- The Washington Times - Monday, February 21, 2000

You probably are not aware that Chinese government and military leaders are preparing for war with the United States around the year 2030. The Chinese believe that it will take them that long to get geared up and that our power will be on the wane by the time they are ready.

Think about it for a moment. How does it strike you that a large country with a population four times the size of ours, equipped by the Clinton administration with our latest nuclear missile and warhead technology and supercomputers, is preparing to take our place as the "hegemonic" power?

It's not true, you say. A comforting response, but, alas, unless the Pentagon fabricated the 600 strategic writings by 200 Chinese authors that it analyzed in a recent study, it is true.

Keep in mind, also, that this study came out of a very China-friendly Pentagon. It is also the work of a feminized Defense Department that is a far cry from the swashbucklers of old.

In other words, the situation is, no doubt, worse than the Pentagon has comprehended.

Confronting the Chinese war plan on a personal level is stressful, so let's confront it as a society. But first, we have to learn about it, something we cannot take for granted considering the politicized character of our media.

If the story gets out as much as I regret it, not enough people see this column the media will focus on the Pentagon's motives and not the Chinese's. The Pentagon's study will be ruthlessly attacked as a ploy for a bigger defense budget or as propaganda in behalf of a "Star Wars" missile defense system.

Another line of response will be that, although some Chinese are thinking war, the Chinese people would never support such a plan. China, a closed society endeavoring to open itself in order to overcome economic backwardness, is itself under stress and could fall apart, as the Soviet Union did, long before it is ready to challenge the United States. The appropriate response for us, cool heads will say, is to foster cooperation, interdependence and open lines of communication.

Together these two responses discredit "alarmists" and reassure the population. China, with the patience of a civilization thousands of years old, prepares, while a two-century-old immature "hegemon" disarms itself with words.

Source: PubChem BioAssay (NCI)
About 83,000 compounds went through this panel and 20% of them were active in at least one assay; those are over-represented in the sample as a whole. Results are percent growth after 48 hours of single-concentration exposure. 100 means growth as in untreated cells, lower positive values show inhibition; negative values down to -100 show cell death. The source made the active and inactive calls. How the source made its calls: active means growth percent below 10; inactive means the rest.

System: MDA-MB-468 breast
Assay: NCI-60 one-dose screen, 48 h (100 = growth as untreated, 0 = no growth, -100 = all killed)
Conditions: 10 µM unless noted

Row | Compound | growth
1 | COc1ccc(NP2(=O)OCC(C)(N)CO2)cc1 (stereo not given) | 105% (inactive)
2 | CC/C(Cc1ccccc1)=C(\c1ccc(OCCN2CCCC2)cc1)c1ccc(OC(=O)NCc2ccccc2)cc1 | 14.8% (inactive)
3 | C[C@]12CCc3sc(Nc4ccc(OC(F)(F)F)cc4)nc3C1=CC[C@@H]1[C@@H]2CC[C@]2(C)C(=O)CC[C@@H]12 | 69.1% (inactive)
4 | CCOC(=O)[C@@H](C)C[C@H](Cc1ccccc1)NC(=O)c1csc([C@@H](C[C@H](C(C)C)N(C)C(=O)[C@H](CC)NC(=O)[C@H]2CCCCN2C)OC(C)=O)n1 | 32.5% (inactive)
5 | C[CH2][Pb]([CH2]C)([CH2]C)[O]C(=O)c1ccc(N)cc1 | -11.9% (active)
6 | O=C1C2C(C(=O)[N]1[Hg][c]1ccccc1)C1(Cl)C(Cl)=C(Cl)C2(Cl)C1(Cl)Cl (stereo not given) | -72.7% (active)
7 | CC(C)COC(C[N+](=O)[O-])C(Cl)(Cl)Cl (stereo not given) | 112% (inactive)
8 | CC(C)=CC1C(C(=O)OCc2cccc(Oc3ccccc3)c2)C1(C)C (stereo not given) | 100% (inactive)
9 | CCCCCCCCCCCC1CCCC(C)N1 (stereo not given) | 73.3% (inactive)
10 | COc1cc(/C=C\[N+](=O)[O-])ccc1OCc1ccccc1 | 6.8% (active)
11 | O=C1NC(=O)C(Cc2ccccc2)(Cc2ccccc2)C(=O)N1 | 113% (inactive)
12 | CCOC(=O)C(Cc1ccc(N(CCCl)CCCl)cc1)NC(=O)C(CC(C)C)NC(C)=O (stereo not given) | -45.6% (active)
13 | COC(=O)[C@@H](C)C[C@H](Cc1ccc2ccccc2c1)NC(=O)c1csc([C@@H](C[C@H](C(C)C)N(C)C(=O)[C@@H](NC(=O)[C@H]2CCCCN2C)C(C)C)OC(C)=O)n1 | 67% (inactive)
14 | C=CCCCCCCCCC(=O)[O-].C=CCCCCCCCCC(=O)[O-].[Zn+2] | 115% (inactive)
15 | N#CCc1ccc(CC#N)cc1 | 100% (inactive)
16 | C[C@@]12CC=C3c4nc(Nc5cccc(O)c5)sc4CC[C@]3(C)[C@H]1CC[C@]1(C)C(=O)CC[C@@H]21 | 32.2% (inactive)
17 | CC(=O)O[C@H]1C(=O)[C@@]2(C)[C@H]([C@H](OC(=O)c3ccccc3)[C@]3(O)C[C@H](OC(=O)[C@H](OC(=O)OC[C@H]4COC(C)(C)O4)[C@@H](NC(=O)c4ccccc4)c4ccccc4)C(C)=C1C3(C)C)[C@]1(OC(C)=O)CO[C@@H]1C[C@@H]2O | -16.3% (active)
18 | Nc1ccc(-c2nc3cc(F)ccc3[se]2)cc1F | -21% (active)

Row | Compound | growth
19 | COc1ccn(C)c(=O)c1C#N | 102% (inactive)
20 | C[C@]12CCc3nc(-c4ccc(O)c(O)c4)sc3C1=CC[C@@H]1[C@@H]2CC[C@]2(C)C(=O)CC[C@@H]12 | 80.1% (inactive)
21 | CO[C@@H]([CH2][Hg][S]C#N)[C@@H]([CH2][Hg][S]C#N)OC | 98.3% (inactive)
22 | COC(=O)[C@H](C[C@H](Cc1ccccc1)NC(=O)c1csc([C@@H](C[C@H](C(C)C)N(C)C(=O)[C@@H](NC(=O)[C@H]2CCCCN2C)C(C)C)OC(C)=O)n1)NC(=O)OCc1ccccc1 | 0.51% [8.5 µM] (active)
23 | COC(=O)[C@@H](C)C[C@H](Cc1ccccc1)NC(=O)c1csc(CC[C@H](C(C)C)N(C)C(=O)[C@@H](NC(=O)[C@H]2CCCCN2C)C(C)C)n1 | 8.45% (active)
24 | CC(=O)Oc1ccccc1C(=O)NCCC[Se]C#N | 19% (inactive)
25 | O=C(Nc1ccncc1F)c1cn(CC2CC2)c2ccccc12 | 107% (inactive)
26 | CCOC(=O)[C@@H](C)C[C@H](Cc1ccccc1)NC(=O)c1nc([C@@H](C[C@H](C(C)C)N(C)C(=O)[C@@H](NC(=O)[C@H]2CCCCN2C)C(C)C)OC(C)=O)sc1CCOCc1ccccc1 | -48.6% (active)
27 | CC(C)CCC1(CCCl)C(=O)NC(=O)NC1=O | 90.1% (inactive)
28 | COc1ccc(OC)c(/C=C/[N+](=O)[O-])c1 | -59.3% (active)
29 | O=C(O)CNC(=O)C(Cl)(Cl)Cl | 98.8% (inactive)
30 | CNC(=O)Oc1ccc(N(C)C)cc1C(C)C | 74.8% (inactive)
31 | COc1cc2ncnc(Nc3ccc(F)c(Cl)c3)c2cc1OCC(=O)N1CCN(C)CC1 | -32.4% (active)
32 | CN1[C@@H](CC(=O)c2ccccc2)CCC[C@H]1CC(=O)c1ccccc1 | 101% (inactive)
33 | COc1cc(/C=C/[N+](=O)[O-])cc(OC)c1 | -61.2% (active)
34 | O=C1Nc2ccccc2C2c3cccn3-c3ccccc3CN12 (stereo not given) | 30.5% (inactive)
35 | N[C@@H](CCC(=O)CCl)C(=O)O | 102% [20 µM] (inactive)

This is, of course, not how the Romans would have handled China. It is not easy to imagine Romans learning over their morning beverage that "Carthage is preparing for war with Rome" and forgetting the news by the time they arrived at work.

If Rome had come across information that another country was preparing to challenge it, the Romans would have disposed of the potential threat before it could materialize.

If we were to respond in a Roman way, we would be denounced as hegemonic warmongers. Our universities would erupt with protests, and the media would denounce our leaders. The U.N. would declare them to be war criminals.

All we can do is produce a limited-circulation report, watch the situation, try to stay technologically ahead and hope the Chinese change.

Romans could be resolute with their foes because they valued what they had and intended to keep it. This remained true even after Rome became a multicultural empire.

For us, multiculturalism is a weapon for splintering consensus and afflicting the white population with guilt. Any white person who undergoes a university education comes out either ashamed of his country or aware of the impotence of truth in the face of phony historical myths, which are infecting our population with a growing indifference to the fate of our country.

If the Chinese were to comprehend the damage that our own elites have done to our self-confidence and sense of worth as a people, they might decide to move up their timetable. With so much under assault from within, Chinese strategic thinkers may be overestimating the difficulty they will have with us.

Paul Craig Roberts is a columnist for The Washington Times and is nationally syndicated.

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